Being a makeup artist is just one-way Claudine Gallagher earns her income. But her payment doesn't come in cash or check. She counts on a couple of apps when it's time for customers to settle up.
"It's 2018. I don't know anyone who does checks anymore. Sorry, Mom and Dad. But cash is a lot more hassle because there's really no paper trail," Gallagher says.
A recent report estimates that by 2020, people are expected to make about $726 billion in purchases using digital wallets such as Venmo, Zelle, PayPal and Apple Pay.
"We want speed and convenience, and sometimes there's a price to pay for that," says Mike Boynton of the Better Business Bureau.
In this case, the price may be security. These apps are typically connected to your bank account, debit or credit card. Boynton says now scammers are finding creative ways to separate you from your money. For example, they may connect your stolen credit card to their digital wallet, then look for people selling big-ticket items. They get the goods. You are out your money. Or, Boynton explains, "Perhaps they'll pay for an item. You, as a seller, in good faith take that mobile app payment, but by the time you ship the item, the buyer can cancel that payment."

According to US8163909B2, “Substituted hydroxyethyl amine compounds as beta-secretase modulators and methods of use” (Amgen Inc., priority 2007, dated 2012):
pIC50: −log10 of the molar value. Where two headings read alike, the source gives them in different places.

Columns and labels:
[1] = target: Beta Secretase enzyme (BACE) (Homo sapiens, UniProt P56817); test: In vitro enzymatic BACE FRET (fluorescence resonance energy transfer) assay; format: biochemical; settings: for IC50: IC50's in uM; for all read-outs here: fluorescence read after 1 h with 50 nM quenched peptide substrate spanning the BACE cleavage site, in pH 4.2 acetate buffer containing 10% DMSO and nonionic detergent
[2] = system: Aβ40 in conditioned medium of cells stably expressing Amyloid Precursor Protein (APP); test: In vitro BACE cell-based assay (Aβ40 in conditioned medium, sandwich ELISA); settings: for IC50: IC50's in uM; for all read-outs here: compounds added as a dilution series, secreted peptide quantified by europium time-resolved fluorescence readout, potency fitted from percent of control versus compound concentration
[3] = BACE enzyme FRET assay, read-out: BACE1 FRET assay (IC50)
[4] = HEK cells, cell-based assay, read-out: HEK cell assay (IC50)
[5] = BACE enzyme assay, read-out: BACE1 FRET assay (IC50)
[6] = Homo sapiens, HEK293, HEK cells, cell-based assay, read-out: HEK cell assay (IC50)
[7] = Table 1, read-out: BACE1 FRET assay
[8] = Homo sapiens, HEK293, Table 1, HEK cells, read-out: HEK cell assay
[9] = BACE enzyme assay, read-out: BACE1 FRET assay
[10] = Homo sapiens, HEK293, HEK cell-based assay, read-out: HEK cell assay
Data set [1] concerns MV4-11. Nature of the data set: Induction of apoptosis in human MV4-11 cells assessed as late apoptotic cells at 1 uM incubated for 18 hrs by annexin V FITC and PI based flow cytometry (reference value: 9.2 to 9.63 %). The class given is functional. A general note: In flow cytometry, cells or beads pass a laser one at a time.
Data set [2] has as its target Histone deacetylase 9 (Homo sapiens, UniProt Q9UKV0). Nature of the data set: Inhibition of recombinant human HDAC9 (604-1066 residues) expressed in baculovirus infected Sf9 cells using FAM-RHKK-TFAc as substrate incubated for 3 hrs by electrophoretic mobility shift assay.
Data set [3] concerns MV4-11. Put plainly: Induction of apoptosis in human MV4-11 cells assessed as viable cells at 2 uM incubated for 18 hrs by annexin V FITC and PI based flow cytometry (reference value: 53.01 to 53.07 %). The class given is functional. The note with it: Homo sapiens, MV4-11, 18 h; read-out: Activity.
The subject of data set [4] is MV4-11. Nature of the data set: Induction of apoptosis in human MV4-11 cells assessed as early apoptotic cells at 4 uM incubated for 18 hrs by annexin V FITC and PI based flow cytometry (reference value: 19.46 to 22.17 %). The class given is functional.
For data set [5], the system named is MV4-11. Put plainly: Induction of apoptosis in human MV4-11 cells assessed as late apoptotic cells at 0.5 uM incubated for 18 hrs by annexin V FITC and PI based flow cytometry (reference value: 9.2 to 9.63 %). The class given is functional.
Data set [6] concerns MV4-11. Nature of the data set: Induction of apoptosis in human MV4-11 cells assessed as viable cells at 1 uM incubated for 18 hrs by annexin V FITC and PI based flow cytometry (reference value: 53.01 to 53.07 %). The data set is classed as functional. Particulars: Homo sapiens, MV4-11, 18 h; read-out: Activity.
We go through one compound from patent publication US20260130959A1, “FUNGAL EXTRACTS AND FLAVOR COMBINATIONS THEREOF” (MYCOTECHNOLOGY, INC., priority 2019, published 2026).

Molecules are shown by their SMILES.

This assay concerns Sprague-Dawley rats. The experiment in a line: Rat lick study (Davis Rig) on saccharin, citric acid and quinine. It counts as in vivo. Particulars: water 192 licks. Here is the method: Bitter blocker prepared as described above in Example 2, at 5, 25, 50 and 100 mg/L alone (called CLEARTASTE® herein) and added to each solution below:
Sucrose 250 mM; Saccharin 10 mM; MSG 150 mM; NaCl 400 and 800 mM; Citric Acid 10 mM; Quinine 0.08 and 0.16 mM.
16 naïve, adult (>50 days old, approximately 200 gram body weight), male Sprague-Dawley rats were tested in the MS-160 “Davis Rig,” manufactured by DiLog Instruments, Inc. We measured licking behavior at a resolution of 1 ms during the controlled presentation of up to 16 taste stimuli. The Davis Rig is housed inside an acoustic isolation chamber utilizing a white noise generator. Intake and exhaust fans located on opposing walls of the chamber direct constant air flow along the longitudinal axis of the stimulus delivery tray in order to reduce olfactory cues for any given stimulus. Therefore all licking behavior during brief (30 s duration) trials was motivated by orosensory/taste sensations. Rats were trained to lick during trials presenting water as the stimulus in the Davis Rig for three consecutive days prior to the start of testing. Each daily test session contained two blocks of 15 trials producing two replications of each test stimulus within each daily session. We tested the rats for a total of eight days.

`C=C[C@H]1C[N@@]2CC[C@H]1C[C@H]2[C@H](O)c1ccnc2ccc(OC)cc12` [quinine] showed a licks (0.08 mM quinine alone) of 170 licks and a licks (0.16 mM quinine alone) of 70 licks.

Another risk: many digital wallets don't offer the same fraud protections you get with a credit card. Boynton explains, "There are some mobile apps that, if you have fraud, they will not protect you."
Claudine has her own way of playing it safe. She says, "I always, always, always make sure the digital payment clears before I even do the service for them." Beyond that, she's sold, saying, "I really believe this is the way things are going."
Digital wallet: safer choice or not?